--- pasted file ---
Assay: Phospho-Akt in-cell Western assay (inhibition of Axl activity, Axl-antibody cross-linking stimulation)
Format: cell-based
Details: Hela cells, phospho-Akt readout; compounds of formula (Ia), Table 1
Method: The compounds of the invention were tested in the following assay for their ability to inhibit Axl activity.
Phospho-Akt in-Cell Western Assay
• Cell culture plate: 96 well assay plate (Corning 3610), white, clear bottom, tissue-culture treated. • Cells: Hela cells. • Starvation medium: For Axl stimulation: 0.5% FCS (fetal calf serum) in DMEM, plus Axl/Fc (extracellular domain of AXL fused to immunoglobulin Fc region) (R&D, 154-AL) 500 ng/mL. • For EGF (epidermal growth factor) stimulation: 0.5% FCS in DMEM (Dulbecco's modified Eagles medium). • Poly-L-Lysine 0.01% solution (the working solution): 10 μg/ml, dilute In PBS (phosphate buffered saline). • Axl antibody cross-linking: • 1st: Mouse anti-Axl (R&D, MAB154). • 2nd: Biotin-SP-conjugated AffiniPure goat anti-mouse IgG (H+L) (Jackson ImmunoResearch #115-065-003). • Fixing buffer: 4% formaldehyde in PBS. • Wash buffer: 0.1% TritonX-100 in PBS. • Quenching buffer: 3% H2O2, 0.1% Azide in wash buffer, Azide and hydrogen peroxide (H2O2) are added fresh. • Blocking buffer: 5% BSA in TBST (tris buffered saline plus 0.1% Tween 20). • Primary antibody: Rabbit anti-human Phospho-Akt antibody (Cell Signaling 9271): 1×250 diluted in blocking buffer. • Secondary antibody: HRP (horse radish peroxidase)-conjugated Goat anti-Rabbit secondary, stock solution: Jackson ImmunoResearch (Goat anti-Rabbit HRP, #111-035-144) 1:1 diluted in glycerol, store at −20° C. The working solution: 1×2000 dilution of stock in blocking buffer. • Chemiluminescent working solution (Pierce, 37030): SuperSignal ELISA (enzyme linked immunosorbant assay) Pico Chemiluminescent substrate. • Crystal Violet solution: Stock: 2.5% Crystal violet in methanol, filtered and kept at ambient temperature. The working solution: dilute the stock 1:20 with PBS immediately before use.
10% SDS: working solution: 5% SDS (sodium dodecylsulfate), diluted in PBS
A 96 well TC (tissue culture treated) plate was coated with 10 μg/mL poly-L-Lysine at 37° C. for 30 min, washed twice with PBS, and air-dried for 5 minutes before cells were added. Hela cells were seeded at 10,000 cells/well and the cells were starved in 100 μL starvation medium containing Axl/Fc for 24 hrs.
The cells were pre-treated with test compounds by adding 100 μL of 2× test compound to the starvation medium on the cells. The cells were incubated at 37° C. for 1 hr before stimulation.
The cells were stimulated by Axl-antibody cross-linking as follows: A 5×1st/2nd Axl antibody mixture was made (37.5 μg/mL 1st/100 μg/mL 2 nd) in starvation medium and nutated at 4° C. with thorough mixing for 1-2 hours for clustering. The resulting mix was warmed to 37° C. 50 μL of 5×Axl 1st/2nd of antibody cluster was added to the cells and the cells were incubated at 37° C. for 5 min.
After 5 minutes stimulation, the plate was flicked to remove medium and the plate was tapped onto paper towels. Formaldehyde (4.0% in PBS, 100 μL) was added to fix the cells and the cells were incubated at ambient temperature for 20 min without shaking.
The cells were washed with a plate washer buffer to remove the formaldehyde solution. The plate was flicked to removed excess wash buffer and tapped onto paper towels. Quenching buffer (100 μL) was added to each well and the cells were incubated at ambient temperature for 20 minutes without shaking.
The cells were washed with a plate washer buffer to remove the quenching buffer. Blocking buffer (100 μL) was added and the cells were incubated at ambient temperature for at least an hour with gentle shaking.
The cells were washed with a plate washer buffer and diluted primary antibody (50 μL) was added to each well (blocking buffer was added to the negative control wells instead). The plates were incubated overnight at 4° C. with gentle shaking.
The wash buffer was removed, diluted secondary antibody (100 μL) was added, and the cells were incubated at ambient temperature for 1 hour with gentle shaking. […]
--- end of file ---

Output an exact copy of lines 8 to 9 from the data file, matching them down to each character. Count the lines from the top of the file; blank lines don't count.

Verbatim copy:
A 96 well TC (tissue culture treated) plate was coated with 10 μg/mL poly-L-Lysine at 37° C. for 30 min, washed twice with PBS, and air-dried for 5 minutes before cells were added. Hela cells were seeded at 10,000 cells/well and the cells were starved in 100 μL starvation medium containing Axl/Fc for 24 hrs.
The cells were pre-treated with test compounds by adding 100 μL of 2× test compound to the starvation medium on the cells. The cells were incubated at 37° C. for 1 hr before stimulation.